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Bright Clouds

July 23, 2015

Marine microorganisms make clouds brighter and more reflective.

Transcript

BOB HIRSHON (host):

PhytoplanktonAndClouds

Satellites use chlorophyll’s green color to detect biological activity in the oceans. The lighter-green swirls are a massive December 2010 plankton bloom following ocean currents off Patagonia, at the southern tip of South America (NASA)

The cooling effects of ocean plankton. I’m Bob Hirshon and this is Science Update.

Bright, fluffy clouds do more than just look pretty: they bounce sunlight away from the earth and out into space, cooling the planet. In the journal Science Advances, Department of Energy climate scientist Susannah Burrows and her colleagues report that summertime population blooms of phytoplankton in southern oceans make clouds brighter, by sending material up into the atmosphere.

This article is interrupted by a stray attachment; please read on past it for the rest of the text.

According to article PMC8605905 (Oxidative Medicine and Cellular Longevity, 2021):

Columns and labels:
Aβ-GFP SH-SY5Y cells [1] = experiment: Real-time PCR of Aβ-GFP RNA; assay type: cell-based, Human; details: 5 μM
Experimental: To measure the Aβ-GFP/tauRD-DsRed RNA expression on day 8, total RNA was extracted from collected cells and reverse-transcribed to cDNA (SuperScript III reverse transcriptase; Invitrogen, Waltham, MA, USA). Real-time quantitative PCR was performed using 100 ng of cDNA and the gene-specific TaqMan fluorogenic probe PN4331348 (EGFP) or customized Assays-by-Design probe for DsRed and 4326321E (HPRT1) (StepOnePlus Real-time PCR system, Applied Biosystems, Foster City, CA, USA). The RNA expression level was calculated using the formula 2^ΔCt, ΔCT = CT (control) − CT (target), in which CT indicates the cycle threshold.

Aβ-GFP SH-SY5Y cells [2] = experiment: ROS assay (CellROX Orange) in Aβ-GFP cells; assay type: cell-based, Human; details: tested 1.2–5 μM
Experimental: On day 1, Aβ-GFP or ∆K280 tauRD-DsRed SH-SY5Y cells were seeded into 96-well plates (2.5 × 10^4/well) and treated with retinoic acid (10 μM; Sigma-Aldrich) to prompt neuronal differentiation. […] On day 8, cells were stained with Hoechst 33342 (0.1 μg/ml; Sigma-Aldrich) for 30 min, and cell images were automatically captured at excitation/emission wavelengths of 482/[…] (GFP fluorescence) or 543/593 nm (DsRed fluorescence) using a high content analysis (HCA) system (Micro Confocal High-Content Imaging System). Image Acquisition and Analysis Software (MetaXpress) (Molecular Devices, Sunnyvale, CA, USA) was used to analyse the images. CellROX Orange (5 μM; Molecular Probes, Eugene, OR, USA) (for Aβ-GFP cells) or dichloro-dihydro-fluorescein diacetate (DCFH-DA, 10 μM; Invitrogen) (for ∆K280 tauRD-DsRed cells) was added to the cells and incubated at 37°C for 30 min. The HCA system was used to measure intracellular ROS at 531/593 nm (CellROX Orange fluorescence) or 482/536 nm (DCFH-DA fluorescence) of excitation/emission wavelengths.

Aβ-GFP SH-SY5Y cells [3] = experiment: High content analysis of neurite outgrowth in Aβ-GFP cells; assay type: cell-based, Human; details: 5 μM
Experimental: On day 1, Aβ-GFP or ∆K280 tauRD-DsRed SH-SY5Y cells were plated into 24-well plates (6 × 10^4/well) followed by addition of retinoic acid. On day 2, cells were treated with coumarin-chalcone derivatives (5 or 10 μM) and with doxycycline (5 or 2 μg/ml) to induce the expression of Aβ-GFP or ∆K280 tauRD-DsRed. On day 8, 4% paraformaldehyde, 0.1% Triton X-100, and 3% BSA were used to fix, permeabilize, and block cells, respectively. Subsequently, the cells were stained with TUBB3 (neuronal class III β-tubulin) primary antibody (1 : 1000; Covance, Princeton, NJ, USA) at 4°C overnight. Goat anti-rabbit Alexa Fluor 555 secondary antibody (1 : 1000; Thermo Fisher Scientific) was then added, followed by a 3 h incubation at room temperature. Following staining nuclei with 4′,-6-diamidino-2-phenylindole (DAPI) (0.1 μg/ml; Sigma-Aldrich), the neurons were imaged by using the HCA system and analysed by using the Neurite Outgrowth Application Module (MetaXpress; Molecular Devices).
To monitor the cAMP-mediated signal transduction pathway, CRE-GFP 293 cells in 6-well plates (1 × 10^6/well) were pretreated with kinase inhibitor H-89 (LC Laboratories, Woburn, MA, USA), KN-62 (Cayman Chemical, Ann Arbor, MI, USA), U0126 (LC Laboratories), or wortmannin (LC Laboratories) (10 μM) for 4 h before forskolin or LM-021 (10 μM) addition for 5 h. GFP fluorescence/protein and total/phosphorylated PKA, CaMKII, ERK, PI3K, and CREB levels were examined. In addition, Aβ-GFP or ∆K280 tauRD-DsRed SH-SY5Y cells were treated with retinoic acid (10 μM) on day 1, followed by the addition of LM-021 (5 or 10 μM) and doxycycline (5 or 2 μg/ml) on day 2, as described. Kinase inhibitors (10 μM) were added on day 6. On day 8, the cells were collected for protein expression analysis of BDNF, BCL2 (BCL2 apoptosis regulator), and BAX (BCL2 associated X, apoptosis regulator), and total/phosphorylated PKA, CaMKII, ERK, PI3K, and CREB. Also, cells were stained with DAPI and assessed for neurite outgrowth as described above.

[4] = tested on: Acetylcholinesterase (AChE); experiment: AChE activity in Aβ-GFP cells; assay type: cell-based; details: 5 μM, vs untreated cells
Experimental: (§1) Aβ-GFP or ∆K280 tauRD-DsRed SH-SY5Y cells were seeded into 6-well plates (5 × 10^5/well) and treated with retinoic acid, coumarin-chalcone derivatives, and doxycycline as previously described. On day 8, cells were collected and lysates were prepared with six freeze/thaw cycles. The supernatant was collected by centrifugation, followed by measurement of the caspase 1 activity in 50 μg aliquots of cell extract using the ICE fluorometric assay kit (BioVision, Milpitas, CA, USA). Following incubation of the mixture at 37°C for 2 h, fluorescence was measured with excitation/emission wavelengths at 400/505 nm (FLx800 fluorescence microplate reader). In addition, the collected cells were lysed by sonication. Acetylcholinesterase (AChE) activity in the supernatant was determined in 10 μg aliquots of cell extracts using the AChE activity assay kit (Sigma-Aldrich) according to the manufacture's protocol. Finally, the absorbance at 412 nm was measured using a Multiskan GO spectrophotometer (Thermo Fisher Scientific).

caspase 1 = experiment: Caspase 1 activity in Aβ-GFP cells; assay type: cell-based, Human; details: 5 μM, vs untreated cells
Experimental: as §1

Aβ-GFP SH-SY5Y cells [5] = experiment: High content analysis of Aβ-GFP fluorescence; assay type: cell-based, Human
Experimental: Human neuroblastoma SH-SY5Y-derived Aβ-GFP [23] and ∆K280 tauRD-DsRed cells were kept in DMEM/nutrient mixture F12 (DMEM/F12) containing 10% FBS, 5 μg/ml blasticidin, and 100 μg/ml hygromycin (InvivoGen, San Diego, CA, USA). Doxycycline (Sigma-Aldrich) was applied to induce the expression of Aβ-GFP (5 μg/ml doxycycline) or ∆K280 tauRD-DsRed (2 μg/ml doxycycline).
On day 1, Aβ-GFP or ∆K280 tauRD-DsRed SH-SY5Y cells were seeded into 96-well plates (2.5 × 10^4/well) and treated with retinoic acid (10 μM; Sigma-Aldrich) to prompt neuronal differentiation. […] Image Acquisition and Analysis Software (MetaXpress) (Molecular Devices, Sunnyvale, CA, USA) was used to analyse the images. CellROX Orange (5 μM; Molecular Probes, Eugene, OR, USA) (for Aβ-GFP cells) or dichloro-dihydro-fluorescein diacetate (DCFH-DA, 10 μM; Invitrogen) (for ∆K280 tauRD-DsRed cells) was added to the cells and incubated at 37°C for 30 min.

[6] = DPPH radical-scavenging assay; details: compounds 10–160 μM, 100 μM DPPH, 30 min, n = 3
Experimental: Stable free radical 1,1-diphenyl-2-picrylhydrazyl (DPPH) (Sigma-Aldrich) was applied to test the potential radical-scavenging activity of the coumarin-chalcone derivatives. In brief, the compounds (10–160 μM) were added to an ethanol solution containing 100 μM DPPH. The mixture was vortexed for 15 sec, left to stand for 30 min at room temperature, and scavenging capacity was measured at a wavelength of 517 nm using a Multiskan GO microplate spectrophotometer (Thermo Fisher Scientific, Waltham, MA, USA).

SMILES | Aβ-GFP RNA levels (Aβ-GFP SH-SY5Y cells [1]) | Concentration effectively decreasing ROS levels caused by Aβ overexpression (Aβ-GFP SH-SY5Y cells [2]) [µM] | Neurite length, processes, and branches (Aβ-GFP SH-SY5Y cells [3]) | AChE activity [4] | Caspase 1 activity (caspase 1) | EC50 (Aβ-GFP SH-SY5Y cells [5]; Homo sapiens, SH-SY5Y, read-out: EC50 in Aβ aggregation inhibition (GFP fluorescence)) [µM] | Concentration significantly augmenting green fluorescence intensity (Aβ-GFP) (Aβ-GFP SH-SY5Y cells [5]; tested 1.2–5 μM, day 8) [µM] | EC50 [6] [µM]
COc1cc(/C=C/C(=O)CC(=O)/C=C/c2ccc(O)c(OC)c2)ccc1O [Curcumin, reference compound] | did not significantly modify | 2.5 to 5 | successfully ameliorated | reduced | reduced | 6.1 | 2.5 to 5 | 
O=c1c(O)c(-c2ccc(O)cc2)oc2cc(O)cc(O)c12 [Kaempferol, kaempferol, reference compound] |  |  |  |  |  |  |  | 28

SUSANNAH BURROWS (Department of Energy, Pacific Northwest National Laboratory):

So when you’re at the beach and you feel the spray from the ocean, there’s salt in that spray, and there’s organic matter that comes from phytoplankton and other little critters in the ocean.

HIRSHON:

Those materials act as nuclei on which water droplets can form, and clouds with lots of tiny droplets are brighter than clouds with fewer larger ones. The work will help scientists better understand climate change, and the cycles that affect it.  I’m Bob Hirshon, for AAAS, the science society.

Want to learn more?

socean_clouds_graphic

Tiny ocean life contribute to clouds directly, by being lofted up with sea spray, and indirectly, by producing sulfurous gas. ( Daniel McCoy / University of Washington)